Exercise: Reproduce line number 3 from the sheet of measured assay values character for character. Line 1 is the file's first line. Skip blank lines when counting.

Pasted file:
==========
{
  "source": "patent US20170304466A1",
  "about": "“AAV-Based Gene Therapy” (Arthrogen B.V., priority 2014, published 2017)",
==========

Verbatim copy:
  "about": "“AAV-Based Gene Therapy” (Arthrogen B.V., priority 2014, published 2017)",